On April 24th, senior leadership from across all departments of AHRC New York City attended a day-long workshop focusing on cultural and linguistic competency. The seminar was led by Professor Tawara D. Goode, Director of the National Center for Cultural Competence and Director of Georgetown University’s Center for Excellence in Developmental Disabilities. The workshop used a variety of participatory methods, including small group activities, games, and open discussions.
“This is part of a journey to continue improving our corporate culture,” said Marco Damiani, CEO. He said he had connected immediately with Professor Goode several years ago when she gave a similar workshop at YAI and eagerly sought to bring her expertise to AHRC NYC. “We all like to think of ourselves as super-accepting, self-aware, open-minded people. You will find that may not always be the case. We can always do better,” said Marco.
What Does Culture Mean to You?
“Culture is what we do as human beings and an expansion of the things that we are used to doing,” said Steve Williams, Employee Relations Manager/Diversity Officer. Professor Goode defined culture as “the learned and shared knowledge that specific groups use to generate their behavior and interpret their experience of the world.”
Professor Goode encouraged the group to view culture through the lens of an iceberg. Only 10 percent of an iceberg is visible above water, which prevents a complete analysis of its features. “We don’t check below the surface to see if our assumptions are true,” she said. “Cultural competence requires us to see beyond our reflections and beliefs.”
People provided examples of what they use to define their own cultures. “I define myself locally, first to my [church] parish, then to my city,” said Bob Nugent, Associate Director of Residential Services. “Growing up in the Bronx, I could be on the train and there would be nine different newspapers in nine different languages.” Marcia Richman, Health Care Coordinator for Residential Services, said that “Our culture at AHRC is one of helping.”
Despite many in the room living and/or working in New York City, one of the most culturally and linguistically diverse cities in the world, Professor Goode cautioned against having an outsized view of one’s cultural and linguistic competency. “Just because you serve a diverse population or even a specific population does not make you competent in those cultures,” she said. “People bring their cultural biases and thoughts to work with them too.”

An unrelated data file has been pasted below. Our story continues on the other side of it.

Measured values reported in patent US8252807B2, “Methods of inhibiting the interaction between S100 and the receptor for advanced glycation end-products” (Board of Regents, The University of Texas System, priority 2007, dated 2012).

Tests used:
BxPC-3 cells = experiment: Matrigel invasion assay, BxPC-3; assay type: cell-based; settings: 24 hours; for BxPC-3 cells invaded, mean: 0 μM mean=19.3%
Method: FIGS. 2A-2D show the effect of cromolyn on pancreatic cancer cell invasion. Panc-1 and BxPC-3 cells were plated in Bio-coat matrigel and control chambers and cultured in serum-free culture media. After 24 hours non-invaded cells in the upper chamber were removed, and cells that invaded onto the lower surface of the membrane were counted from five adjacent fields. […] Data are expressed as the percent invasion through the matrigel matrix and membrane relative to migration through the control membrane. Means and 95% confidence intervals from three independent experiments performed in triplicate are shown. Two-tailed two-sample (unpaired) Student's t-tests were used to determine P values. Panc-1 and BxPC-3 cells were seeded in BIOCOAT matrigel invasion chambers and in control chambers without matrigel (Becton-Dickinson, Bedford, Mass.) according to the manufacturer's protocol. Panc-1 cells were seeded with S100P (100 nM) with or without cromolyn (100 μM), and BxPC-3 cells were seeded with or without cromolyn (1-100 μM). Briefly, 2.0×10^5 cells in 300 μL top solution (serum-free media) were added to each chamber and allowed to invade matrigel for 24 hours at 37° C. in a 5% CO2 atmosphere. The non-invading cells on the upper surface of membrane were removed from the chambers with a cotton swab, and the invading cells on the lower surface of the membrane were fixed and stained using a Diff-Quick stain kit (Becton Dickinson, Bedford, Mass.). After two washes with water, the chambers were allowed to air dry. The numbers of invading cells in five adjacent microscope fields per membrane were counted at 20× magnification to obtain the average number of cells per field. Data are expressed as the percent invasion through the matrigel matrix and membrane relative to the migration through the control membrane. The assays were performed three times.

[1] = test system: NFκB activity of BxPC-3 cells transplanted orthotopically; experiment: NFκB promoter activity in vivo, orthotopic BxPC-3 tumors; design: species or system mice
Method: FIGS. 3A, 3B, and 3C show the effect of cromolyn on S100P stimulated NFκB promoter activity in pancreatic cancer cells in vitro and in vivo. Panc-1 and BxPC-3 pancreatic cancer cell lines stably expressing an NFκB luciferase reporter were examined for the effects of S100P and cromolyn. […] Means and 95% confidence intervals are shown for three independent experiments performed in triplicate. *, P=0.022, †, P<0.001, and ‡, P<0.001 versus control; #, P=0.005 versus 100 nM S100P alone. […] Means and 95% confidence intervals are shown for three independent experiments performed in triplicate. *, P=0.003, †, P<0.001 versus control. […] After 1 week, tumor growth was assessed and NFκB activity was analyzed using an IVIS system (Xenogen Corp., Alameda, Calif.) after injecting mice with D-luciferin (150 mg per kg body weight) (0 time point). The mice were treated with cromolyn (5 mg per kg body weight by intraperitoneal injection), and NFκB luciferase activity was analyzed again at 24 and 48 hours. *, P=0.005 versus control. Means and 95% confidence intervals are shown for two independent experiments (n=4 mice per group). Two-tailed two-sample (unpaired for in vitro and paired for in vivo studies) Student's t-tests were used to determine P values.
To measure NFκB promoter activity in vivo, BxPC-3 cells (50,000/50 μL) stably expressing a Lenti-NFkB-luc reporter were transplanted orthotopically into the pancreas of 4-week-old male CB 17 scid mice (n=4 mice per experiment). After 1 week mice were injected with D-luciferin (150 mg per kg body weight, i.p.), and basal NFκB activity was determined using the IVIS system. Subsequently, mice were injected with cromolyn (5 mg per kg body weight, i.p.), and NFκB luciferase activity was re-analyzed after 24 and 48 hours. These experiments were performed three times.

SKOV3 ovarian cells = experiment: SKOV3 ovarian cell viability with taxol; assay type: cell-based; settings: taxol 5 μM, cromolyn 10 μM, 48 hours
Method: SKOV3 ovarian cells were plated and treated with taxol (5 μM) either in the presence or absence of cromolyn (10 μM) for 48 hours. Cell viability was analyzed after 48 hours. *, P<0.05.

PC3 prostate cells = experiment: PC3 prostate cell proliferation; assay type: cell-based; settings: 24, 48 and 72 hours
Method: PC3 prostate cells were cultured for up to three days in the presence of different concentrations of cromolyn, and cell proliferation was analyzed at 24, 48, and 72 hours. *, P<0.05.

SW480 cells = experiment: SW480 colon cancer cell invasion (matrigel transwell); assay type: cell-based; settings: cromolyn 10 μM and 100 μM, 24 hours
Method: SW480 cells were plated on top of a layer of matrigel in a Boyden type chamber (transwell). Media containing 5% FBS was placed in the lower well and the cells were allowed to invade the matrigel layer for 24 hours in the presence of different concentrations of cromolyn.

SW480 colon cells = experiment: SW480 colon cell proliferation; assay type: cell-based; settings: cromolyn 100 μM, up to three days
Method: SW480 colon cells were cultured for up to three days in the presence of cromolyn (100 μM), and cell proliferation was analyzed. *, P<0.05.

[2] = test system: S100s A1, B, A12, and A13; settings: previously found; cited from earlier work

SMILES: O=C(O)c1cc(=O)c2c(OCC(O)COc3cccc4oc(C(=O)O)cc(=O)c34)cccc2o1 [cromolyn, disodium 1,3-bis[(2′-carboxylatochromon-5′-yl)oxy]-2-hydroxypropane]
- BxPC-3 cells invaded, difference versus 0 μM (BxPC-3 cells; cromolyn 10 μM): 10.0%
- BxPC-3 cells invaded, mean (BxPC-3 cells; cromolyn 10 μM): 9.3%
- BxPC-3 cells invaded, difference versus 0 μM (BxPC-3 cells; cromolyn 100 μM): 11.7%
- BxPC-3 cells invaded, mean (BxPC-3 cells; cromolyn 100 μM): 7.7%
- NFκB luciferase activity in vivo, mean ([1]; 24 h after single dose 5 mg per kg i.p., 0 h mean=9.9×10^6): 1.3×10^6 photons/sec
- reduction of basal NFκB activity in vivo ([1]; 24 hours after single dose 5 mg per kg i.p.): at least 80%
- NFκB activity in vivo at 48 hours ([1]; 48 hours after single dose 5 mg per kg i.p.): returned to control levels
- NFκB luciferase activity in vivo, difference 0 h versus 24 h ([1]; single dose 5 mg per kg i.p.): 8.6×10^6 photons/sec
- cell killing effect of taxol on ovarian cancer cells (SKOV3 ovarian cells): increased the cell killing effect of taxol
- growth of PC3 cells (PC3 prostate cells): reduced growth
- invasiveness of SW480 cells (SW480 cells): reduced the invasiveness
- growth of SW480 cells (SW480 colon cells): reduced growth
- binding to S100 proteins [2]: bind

Professor Goode encouraged attendees to stay on top of local and national demographic trends, including which languages other than English are spoken the most in people’s homes. She also made clear that it is paramount to view the people we support in a cultural competency context, as well. “Disability services have largely been stuck on one cultural identity,” Professor Goode said. “The people we support are often juggling multiple types of identity and consequently multiple types of discrimination.”
Reflections from Staff Members
“Professor Tawara Goode is an amazingly powerful presenter who related very well to the members of the Senior Leadership Team and was able to elicit thoughtful conversation,” Ruby Kornfeld, Senior Policy Analyst, said. “She was able to promote her ideas about cultural competency is a way that encouraged AHRC NYC staff to consider how to implement change. Developing a more culturally competent corporate culture will be a challenge and I am looking forward to having Tawara back to help us develop initiatives. This workshop set the stage for the future.”
“She [Professor Goode] brought to light a critical idea voiced by William O’Brien, former CEO of the Hanover Insurance Company: ‘The success of an intervention depends on the interior condition of the intervenor.’ She went to the heart of sustainability and social justice,” said Carole Gothelf and Jennifer Teich from Individualized Supports. “This was an extraordinary day of reflecting on the experiences of the past with opportunities realize the importance of learning from the future as it emerges. There was a lot of data presented but each time she retreated to an ‘observe, reflect, plan and act’ model. It was about supporting our ability to become ‘generative listeners.’ This is how we move towards sustainable change.”